Credit: AP Photo/Robert F. Bukaty
Though he hasn’t pitched since 2008, Benoit presents appealing traits for a reliever. He strikes out a lot of batters, in some years more than one per inning, while keeping his home runs low. That’s the main run on Vizcaino, the propensity for the longball. That’s hell for a reliever. In the three years before his injury-shortened 2008 season, Benoit allowed less than one home run per nine innings.
Benoit, a former starter who took the bullpen full-time in 2005, features three pitches. His fastball sits at around 91-92, and he has a changeup that has about 8-9 mph separation. His killer pitch is a hard slider, clocked at 86 mph in his phenomenal 2007 season. He really did break out that year, allowing 26 runs on 68 hits in 82 innings pitched, striking out 87 to 28 walks. Best of all, he allowed just six home runs in that span, especially nice because his home park tends to favor home runs.
The rub, of course, is the rotator cuff injury that kept him out for all of 2009. Will his slider still run in the high 80s? Will his fastball still sit low 90s? Can he adjust his pitching style to the limitations of his surgically repaired shoulder? It’ll take a spring training invite to find out.
Credit: AP Photo/Ronald Martinez
This isn’t the first time we’ve mentioned Russ Springer as a bullpen option, and as long as he keeps on pitching it probably won’t be the last. Springer actually has roots in the Yankees system, a 7th round draft pick back in 1989, eventually sent to the Angels in the Jim Abbott trade. But if you’ve read RAB over the past year, you already know that.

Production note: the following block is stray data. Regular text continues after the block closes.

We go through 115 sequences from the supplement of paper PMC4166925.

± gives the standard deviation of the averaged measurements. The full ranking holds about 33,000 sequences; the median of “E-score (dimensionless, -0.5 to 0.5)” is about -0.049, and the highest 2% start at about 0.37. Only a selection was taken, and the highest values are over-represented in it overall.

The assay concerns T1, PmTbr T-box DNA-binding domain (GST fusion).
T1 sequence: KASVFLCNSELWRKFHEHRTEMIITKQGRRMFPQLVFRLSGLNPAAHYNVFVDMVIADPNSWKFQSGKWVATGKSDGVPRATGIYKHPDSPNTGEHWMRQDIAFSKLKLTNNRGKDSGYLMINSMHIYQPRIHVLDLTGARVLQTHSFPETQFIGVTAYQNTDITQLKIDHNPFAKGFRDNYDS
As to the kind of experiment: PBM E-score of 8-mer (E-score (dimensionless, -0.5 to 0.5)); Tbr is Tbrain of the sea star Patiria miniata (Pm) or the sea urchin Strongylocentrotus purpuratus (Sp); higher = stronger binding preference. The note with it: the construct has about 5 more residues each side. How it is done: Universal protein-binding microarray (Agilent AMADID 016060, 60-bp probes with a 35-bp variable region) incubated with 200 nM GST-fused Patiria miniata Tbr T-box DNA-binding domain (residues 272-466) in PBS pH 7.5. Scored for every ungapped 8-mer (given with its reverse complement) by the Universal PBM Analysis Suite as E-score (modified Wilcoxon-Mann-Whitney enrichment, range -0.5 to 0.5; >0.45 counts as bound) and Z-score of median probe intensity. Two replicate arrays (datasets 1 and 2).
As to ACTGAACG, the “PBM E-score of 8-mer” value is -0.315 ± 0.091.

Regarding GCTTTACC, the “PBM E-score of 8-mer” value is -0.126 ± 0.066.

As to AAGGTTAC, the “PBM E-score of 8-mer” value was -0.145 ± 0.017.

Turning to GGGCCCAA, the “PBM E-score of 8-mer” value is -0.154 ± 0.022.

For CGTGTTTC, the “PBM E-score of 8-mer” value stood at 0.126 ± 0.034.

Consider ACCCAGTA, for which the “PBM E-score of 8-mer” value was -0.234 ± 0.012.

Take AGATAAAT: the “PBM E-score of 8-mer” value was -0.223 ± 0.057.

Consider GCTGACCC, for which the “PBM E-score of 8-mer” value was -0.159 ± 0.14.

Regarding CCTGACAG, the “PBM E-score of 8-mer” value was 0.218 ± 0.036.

Springer is a high strikeout reliever, working with mostly his fastball that clocks in the low 90s and a cutter/slider in the mid-80s. After stellar 2007 and 2008 seasons in St. Louis Springer signed with the A’s, where he didn’t pitch quite as well but was still serviceable. Over 41.2 innings he struck out 47 hitters to 14 walks, though he allowed a ton of hits. The Rays picked him off waivers in August, and he pitched about the same there, the strikeouts coming down but the hits coming down, too.
What’s odd about Springer’s 2009 is that his batted ball types completely shifted. He was never a ground ball guy, but he still managed around 30 percent from 2006 through 2008. Then in 2009 it dropped all the way to 19.2 percent, while his fly ball shot up to 61.6 percent, 10 points higher than it had been with the Cardinals. I’m not sure if that’s a red flag or a sign that a correction is in order. It’s tough to guess at these things when the player in question will be 41 in 2010.